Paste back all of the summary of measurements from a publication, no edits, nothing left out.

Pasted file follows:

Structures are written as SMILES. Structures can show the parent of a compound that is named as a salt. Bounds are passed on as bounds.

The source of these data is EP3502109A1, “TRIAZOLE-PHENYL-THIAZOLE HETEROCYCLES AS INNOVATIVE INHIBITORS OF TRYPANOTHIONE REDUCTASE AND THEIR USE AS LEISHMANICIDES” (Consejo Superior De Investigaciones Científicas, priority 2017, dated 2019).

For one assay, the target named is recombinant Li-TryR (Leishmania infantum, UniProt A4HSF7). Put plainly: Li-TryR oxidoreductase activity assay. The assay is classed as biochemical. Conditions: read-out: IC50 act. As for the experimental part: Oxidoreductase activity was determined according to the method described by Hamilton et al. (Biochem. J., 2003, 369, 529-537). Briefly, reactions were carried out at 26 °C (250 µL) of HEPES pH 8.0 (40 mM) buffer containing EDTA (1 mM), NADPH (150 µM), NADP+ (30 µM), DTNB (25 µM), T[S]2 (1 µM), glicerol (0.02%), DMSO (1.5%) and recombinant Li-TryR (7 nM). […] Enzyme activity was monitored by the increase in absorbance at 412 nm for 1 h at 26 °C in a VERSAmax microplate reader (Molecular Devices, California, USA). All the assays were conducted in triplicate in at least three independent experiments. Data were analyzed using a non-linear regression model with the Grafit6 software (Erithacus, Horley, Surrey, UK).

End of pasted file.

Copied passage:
Structures are written as SMILES. Structures can show the parent of a compound that is named as a salt. Bounds are passed on as bounds.

The source of these data is EP3502109A1, “TRIAZOLE-PHENYL-THIAZOLE HETEROCYCLES AS INNOVATIVE INHIBITORS OF TRYPANOTHIONE REDUCTASE AND THEIR USE AS LEISHMANICIDES” (Consejo Superior De Investigaciones Científicas, priority 2017, dated 2019).

For one assay, the target named is recombinant Li-TryR (Leishmania infantum, UniProt A4HSF7). Put plainly: Li-TryR oxidoreductase activity assay. The assay is classed as biochemical. Conditions: read-out: IC50 act. As for the experimental part: Oxidoreductase activity was determined according to the method described by Hamilton et al. (Biochem. J., 2003, 369, 529-537). Briefly, reactions were carried out at 26 °C (250 µL) of HEPES pH 8.0 (40 mM) buffer containing EDTA (1 mM), NADPH (150 µM), NADP+ (30 µM), DTNB (25 µM), T[S]2 (1 µM), glicerol (0.02%), DMSO (1.5%) and recombinant Li-TryR (7 nM). […] Enzyme activity was monitored by the increase in absorbance at 412 nm for 1 h at 26 °C in a VERSAmax microplate reader (Molecular Devices, California, USA). All the assays were conducted in triplicate in at least three independent experiments. Data were analyzed using a non-linear regression model with the Grafit6 software (Erithacus, Horley, Surrey, UK).